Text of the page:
Friday, November 14, 2014

Big Brother really is spying on your cellphone.

I keep posting these things because it seems hard to believe, but really, if you have a cell phone the cops know where you are down to TEN FEET if they want to. It doesn't have to be turned on, either.

The Justice Department is scooping up data from thousands of mobile phones through devices deployed on airplanes that mimic cellphone towers, a high-tech hunt for criminal suspects that is snagging a large number of innocent Americans, according to people familiar with the operations.

The U.S. Marshals Service program, which became fully functional around 2007, operates Cessna aircraft from at least five metropolitan-area airports, with a flying range covering most of the U.S. population, according to people familiar with the program.

Here's how it works.

Cellphones are programmed to connect automatically to the strongest cell tower signal. The device being used by the U.S. Marshals Service identifies itself as having the closest, strongest signal, even though it doesn't, and forces all the phones that can detect its signal to send in their unique registration information.

Even having encryption on a phone, such as the kind included on Apple Inc. 's iPhone 6, doesn't prevent this process.

The technology is aimed at locating cellphones linked to individuals under investigation by the government, including fugitives and drug dealers, but it collects information on cellphones belonging to people who aren't criminal suspects, these people said. They said the device determines which phones belong to suspects and "lets go" of the non-suspect phones.

They basically ping every phone in range as they fly over the city, and use triangulation to find the location of each phone. They say they "let go" of the info except on the phones they are actively searching for, but that's BS. The machine HAS TO KEEP A RECORD of every ping, because that's how it works. They may in fact flush the memory after every flight, but I have very little confidence that's what's being done. We'd have to be crazy to believe that, given the NSA and the license plate reading programs etc.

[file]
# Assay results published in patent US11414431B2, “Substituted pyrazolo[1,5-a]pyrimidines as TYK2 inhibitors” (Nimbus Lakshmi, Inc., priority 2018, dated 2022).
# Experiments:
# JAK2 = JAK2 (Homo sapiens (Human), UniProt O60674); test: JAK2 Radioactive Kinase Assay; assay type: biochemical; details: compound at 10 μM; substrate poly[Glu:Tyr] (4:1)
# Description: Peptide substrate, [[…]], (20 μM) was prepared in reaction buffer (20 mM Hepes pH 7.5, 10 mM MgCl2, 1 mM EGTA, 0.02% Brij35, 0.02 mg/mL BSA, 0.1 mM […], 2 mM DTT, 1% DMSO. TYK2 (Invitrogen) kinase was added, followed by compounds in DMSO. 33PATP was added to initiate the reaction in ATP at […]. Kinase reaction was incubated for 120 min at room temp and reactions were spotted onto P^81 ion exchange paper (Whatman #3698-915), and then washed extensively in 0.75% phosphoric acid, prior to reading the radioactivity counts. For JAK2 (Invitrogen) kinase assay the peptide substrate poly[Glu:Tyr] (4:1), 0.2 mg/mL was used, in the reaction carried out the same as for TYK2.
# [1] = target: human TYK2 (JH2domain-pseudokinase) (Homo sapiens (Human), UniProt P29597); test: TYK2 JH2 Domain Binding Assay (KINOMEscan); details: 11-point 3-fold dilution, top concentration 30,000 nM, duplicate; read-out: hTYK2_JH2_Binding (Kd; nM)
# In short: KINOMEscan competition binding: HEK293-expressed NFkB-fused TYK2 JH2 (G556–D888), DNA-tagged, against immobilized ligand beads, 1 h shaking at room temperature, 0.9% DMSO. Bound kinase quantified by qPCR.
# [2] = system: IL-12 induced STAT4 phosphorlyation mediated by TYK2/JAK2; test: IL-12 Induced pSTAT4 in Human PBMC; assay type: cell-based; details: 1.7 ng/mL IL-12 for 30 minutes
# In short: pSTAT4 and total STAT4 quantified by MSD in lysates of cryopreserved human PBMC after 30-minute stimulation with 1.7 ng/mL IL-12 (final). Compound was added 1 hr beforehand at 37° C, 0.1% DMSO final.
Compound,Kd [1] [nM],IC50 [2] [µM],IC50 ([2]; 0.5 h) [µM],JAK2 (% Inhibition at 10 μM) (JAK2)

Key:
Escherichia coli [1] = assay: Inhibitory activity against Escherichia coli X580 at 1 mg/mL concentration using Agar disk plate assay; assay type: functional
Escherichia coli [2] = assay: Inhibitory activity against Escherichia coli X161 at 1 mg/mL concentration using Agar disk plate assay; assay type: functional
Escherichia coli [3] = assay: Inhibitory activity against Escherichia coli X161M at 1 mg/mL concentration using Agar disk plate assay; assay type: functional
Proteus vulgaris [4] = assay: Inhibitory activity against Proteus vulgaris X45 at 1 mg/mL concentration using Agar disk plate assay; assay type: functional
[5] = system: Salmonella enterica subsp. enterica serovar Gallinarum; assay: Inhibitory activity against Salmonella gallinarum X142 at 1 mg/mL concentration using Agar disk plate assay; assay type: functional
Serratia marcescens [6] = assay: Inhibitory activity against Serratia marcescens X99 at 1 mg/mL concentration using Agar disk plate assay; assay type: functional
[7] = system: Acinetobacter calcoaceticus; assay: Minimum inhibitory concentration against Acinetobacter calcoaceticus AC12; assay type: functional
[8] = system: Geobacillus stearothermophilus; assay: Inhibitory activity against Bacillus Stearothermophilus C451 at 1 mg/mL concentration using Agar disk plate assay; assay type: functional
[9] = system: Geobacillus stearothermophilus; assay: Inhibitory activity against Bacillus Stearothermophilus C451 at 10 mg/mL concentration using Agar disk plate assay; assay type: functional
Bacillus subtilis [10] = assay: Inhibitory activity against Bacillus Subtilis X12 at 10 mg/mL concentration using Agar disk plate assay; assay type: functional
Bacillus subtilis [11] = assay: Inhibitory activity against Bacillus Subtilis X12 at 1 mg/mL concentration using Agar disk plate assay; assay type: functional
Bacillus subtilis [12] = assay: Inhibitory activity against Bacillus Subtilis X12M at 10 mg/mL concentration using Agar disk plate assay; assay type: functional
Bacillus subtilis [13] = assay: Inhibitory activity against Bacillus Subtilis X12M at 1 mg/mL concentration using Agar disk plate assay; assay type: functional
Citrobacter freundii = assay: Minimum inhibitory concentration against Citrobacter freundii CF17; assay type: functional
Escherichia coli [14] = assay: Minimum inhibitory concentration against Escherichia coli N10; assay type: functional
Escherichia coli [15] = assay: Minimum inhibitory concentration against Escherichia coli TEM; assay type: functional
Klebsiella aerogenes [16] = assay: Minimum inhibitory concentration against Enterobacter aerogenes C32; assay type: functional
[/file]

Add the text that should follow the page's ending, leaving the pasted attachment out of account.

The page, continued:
See, if all they do is fly this thing over the city every day for a few weeks, they build up a database that can track the movement of pretty much every phone. Where you work, where you live, which way you drive to and from, and all the other trips you make. And what other phones are at those locations. And so forth. So if they want to know where you were last Tuesday at 2pm, or where you will most likely be NEXT Tuesday at 2pm, they will.

Here's the killer part: so can anybody else. It isn't hard to build a box that acts like a cell tower. Here's some guys who built one and stuck it in a model airplane. That was three years ago. How many of these things are wafting about lately? We don't know. There's no way to tell. They can be made -small-, like a shoebox or less, including a big-ass battery to run it for six months. They can be in cars or sitting still on a light pole, bridge, mailbox, etc.

How to defend yourself? Use unidentified burner phones. Or stick your phone in a metal box for when you want your privacy, or take the battery out. Notice that you can't take the battery out of an iPhone. Convenient design for somebody, hmm?

Long term, I'm sure there's a way to detect if a "cell tower" is moving, and to have software that will not reply to a ping from a moving source. That leaves the surveillance performed by legit cell towers, but there's no way to avoid that. Its how they work.

Plan accordingly, my friends.

The Phantom


Occam said...

Worked for a couple of cell companies and this tech was being utilized by intel brokers back in the day - CS triangulation positioning is perfected now and modern processors can track thousands of handshake pings at a time - also the pingback from your phone produces a unique identifier which is logged.

iPhones are aptly named - they extract salable intel about you - they are a corporate surveillance tool not a personal communications aid.

Metallic ESD bags (Faraday cage) are cheap if you value your privacy.

The Phantom said...

I'd switch back to Blackberry, but the truth is ALL cellphones amount to a GPS ankle bracelet these days. Apple, Android, Blackberry, all the same.